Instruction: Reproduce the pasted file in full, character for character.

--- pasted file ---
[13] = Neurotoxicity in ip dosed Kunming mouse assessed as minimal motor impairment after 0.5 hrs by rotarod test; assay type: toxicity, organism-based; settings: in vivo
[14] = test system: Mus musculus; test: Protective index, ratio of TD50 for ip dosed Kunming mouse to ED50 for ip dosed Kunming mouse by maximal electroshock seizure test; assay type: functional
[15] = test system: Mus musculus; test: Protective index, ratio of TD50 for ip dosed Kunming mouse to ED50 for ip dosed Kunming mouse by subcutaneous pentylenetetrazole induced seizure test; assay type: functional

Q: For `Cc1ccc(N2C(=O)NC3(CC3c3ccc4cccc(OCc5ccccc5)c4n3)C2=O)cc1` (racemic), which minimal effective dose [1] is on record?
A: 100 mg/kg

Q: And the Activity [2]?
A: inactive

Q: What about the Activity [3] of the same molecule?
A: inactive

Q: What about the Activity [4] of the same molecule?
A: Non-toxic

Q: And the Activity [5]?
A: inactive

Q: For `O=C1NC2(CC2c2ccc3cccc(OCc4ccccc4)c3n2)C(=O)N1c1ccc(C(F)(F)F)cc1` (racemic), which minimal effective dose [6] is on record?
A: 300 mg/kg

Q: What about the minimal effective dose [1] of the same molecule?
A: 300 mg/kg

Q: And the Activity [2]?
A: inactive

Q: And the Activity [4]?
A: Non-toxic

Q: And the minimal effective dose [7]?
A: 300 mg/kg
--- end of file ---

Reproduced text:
[13] = Neurotoxicity in ip dosed Kunming mouse assessed as minimal motor impairment after 0.5 hrs by rotarod test; assay type: toxicity, organism-based; settings: in vivo
[14] = test system: Mus musculus; test: Protective index, ratio of TD50 for ip dosed Kunming mouse to ED50 for ip dosed Kunming mouse by maximal electroshock seizure test; assay type: functional
[15] = test system: Mus musculus; test: Protective index, ratio of TD50 for ip dosed Kunming mouse to ED50 for ip dosed Kunming mouse by subcutaneous pentylenetetrazole induced seizure test; assay type: functional

Q: For `Cc1ccc(N2C(=O)NC3(CC3c3ccc4cccc(OCc5ccccc5)c4n3)C2=O)cc1` (racemic), which minimal effective dose [1] is on record?
A: 100 mg/kg

Q: And the Activity [2]?
A: inactive

Q: What about the Activity [3] of the same molecule?
A: inactive

Q: What about the Activity [4] of the same molecule?
A: Non-toxic

Q: And the Activity [5]?
A: inactive

Q: For `O=C1NC2(CC2c2ccc3cccc(OCc4ccccc4)c3n2)C(=O)N1c1ccc(C(F)(F)F)cc1` (racemic), which minimal effective dose [6] is on record?
A: 300 mg/kg

Q: What about the minimal effective dose [1] of the same molecule?
A: 300 mg/kg

Q: And the Activity [2]?
A: inactive

Q: And the Activity [4]?
A: Non-toxic

Q: And the minimal effective dose [7]?
A: 300 mg/kg